Tribal and US EPA open comment on plant permit
FARMINGTON — A coal-fired power plant in Fruitland is seeking a permit renewal from the Navajo Nation Environmental Protection Agency.
The power plant — referred to as the "Four Corners Steam Electric Station" in a recent public notice for the permit renewal — is reviewed every five years for the plant's Title Five Operating permit, according to Tennille Begay, Navajo Nation EPA senior environmental specialist in Window Rock, Ariz.
The tribal EPA held a public hearing on the Part 71 draft permit and the draft Acid Rain permit at Nenahnezad Chapter House on Nov. 19, but attendance over the draft permit was poor, Begay said.
"There were no oral comments at the hearing. No one signed in," she said.
The permit was last renewed in 2008, she said, and the public still can offer comment in writing by Dec. 4, when the comment period closes.
Begay said that the tribal air quality control program operating permit program will forward the draft permit and all comments received to the U.S. EPA, which issues the final permit.
At the same time the tribal EPA is proposing the Part 71 permit renewal, the U.S. Environmental Protection Agency's Region 9 is also accepting comments on its proposed renewal of the plant's Acid Rain permit.
APS shut down its three older, less efficient generating units in December 2013 as part of a plan to meet federal haze rules. The three units, originally placed into service in 1963 and 1964, are expected to be demolished and removed from the plant by 2017.
The Fruitland plant's remaining two units, Units No. 4 and No. 5, which are two separate flues housed together in one common stack, are currently being retrofitted with pollution controls. The plant has until July 31, 2018, to complete the $635 million project.
Gotfried said the permit is not related to the retrofitting work.
"This is a routine permit update," he said.
Sarah Jane White is a member of Diné Citizens Against Ruining Our Environment and a Fruitland resident.
She said she is encouraged by changes at the plant like the retrofitting of the remaining stacks there and the demolition of the older three units.
White said she has lived in the Fruitland area for more than 50 years and said she called the plant "Old Smokey" sometimes bitterly. White has suffered recurring bouts of respiratory illnesses and said her son has battled asthma from an early age, a condition that she blames on air pollution from the plant.
"My son was only two or three years old when he was diagnosed with asthma," White said. "It’s really painful to see a young child with a lung problem. But It’s about time they clean up the plant. 'Clean it up,' that's what I say, and meet the air quality standards of the EPA. It’s all the metals, the nitrogen oxide (from the plant). They’re no good."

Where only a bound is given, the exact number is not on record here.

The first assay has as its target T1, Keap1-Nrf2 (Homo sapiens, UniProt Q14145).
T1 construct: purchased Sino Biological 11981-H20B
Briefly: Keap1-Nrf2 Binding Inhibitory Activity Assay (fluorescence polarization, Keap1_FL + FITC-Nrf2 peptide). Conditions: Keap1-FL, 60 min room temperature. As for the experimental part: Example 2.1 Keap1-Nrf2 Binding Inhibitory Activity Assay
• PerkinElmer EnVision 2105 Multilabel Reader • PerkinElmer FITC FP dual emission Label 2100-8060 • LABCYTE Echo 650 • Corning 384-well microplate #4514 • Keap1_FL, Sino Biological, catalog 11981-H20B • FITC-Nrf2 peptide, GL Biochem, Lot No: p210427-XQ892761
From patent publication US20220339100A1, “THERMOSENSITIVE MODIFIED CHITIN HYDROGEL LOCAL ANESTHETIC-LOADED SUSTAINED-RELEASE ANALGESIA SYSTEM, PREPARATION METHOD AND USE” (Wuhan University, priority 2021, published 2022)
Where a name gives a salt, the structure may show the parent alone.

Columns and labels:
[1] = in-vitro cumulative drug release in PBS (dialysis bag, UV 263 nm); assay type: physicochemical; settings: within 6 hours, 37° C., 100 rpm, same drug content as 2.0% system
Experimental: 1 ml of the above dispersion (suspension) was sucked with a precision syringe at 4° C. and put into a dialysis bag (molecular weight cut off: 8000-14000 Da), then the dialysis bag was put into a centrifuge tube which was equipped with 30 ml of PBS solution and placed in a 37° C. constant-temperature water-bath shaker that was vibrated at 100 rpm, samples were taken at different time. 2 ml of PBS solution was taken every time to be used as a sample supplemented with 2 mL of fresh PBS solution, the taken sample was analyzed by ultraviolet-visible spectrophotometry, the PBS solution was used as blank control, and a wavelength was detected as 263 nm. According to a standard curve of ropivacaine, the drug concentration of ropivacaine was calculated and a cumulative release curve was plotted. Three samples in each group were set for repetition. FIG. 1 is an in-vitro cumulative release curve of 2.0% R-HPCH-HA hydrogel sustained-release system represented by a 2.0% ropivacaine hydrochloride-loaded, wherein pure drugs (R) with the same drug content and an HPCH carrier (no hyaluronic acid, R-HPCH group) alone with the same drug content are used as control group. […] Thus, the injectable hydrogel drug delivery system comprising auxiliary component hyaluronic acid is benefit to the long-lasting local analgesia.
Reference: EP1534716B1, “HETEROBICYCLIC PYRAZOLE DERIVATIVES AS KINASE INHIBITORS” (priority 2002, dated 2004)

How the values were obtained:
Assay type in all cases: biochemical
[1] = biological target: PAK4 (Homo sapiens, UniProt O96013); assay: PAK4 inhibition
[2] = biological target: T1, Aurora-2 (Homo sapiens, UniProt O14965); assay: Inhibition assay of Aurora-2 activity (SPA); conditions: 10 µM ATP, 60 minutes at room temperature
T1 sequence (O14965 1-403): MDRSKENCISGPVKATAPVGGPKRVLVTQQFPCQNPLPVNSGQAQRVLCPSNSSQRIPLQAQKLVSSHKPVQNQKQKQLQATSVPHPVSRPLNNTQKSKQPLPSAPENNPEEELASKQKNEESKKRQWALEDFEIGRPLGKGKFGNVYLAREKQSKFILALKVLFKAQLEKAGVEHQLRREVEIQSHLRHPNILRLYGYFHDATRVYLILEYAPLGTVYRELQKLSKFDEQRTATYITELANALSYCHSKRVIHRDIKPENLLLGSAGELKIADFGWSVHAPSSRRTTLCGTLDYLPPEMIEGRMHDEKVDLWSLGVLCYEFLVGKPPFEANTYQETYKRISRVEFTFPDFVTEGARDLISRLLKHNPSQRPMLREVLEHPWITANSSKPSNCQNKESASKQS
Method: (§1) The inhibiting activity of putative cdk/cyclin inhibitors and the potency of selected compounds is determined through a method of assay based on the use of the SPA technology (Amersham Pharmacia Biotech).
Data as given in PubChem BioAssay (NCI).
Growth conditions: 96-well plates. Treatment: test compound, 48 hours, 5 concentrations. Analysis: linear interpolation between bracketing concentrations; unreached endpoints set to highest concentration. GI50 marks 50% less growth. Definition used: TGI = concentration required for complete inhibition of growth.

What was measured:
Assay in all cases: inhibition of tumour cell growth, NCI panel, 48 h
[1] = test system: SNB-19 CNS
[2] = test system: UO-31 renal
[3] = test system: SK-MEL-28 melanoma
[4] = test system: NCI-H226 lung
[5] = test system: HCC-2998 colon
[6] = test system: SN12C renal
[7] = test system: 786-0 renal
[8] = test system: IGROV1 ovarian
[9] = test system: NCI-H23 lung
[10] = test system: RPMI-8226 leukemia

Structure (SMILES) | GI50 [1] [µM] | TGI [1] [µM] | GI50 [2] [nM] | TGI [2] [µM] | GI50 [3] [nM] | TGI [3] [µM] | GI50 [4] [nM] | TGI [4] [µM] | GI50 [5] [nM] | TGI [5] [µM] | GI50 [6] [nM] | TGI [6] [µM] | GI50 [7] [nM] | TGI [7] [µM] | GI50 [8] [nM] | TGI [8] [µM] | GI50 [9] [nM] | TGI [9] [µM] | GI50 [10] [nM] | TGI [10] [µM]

White said that she knows many people in the community near the power plant and coal mine have had respiratory illnesses, which weren't a problem before the power plant went online in the 1960s.
"On the Navajo Nation I also know another lady who has asthma," White said. "It seems like it’s growing. I'd never heard of asthma before these plants came here. It’s very important that we clean the air in the Four Corners."
The Navajo Nation EPA is accepting written comments on the draft permits can be sent to Tennille Begay at NAQCP/OPP, P.O. Box 529, Fort Defiance, Ariz. 86504. Comments can also be sent via email to email@example.com. All comments are due by 5 p.m. on Friday, Dec. 4.
Comments on the draft Acid Rain permit are due to the U.S. EPA by the same date. Send comments to Lisa Beckham, U.S. EPA Region 9, 75 Hawthorne St., San Francisco, Calif. 94105-3901 or via email to R9airpermits@epa.gov.
James Fenton is the business editor of The Daily Times. He can be reached at 505-564-4621 and firstname.lastname@example.org.
The "Four Corners Steam Electric Station"
The name listed in the plant's permit contains a seemingly anachronistic reference to steam.
Tennille Begay, Navajo Nation EPA senior environmental specialist in Window Rock, Ariz., said the odd name was the result of the plant owner listing it that way when the original permit application was filed. Two generating units slated for demolition were first put into service in 1963 and 1964.
The coal-fired power plant is owned and operated by majority owner Arizona Public Service Company, or APS.
Steven Gotfried, APS spokesman, said the naming of the plant was a surprise.
"Technically it uses stream. It boils water to move the turbines," Gotfried said. "I am just speculating, but the name is probably the original regulatory name used when the plant was originally built."